Once you’re ready to record, you will need to select your audio interface in your DAW or recording software. Depending on your interface, you may have multiple inputs to choose from. If you’re not getting any sound, check to make sure you have the right input selected.

Other External Hardware

If your setup includes other external audio hardware, such as mixing boards or outboard effects processors, they will likely need to come before the interface on the path to your computer. Some audio interfaces have inserts and effects loops, in such cases you will need to consult your interface’s manual.

For mixing boards especially, they will need to come before your interface. The audio interface is purely intended as a dedicated device for transferring audio signals to your computer. If you attempt to insert anything after the interface, you lose the benefit of that low latency connection for whatever audio is coming from your outboard devices.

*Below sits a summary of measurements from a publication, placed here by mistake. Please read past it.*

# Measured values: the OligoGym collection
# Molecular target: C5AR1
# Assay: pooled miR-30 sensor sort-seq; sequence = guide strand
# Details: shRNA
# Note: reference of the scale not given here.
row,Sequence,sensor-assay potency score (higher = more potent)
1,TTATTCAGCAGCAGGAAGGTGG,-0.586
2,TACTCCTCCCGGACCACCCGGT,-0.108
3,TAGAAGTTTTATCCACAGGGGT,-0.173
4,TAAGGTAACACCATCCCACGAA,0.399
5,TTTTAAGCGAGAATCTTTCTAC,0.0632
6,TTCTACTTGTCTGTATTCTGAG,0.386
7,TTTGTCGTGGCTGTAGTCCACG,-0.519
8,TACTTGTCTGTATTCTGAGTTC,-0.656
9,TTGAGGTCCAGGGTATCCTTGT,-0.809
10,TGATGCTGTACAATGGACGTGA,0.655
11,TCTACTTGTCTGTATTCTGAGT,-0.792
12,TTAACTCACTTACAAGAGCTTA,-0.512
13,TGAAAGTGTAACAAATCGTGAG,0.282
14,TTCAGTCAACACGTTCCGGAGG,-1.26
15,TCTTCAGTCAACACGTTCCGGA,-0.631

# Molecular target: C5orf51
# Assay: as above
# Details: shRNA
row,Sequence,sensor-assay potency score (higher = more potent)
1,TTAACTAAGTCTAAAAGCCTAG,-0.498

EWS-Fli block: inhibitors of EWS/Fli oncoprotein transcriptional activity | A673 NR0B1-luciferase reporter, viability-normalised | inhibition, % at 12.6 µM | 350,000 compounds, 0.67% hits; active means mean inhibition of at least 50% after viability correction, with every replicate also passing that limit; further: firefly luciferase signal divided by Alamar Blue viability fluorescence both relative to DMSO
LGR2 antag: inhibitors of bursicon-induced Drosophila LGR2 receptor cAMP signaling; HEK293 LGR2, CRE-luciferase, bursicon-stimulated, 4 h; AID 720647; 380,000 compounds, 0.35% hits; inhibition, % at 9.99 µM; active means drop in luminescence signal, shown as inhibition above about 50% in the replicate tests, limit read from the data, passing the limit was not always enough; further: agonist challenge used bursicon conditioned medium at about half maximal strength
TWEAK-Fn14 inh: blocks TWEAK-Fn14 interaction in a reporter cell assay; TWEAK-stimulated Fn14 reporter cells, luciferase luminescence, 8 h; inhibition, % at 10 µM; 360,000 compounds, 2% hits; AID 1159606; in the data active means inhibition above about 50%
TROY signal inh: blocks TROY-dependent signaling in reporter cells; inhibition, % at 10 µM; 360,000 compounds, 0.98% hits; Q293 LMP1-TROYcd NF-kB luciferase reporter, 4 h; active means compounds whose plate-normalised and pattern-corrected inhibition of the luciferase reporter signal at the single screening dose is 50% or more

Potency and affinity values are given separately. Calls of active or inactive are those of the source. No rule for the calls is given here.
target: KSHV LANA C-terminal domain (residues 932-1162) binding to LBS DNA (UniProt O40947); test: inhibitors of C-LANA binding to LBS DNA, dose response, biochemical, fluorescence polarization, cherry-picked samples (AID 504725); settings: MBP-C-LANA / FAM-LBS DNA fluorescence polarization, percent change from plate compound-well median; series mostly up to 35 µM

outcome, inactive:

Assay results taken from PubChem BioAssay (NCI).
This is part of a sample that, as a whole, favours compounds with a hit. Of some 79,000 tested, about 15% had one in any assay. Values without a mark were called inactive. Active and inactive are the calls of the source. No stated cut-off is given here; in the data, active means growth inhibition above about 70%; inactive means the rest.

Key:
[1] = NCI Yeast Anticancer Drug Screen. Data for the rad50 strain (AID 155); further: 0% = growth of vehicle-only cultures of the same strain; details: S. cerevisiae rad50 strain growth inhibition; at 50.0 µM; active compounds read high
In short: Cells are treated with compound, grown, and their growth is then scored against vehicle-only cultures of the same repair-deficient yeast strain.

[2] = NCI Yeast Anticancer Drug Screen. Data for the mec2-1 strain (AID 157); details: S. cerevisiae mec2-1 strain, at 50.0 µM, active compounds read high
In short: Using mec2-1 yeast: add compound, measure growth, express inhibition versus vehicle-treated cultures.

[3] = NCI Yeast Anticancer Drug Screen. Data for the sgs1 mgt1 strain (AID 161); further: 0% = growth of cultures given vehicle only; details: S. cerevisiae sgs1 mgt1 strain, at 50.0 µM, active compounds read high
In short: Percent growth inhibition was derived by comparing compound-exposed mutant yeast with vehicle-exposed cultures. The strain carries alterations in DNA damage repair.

In Conclusion

Setting up and using an audio interface may seem a little daunting at first, but hopefully, we’ve made this process seem a bit more approachable. Remember to do your research before buying, and make sure the device you get suits your specific needs.

  • Decide placement of audio interface, ensuring it is in reach of anything that needs to be connected to it.
  • Install ASIO drivers and any software for your audio interface.
  • Set up the audio interface in software to suit your needs.
  • Adjust input gain to get the loudest audio recording without clipping.
  • Ensure any outboard devices channel into your interface.
  • Record!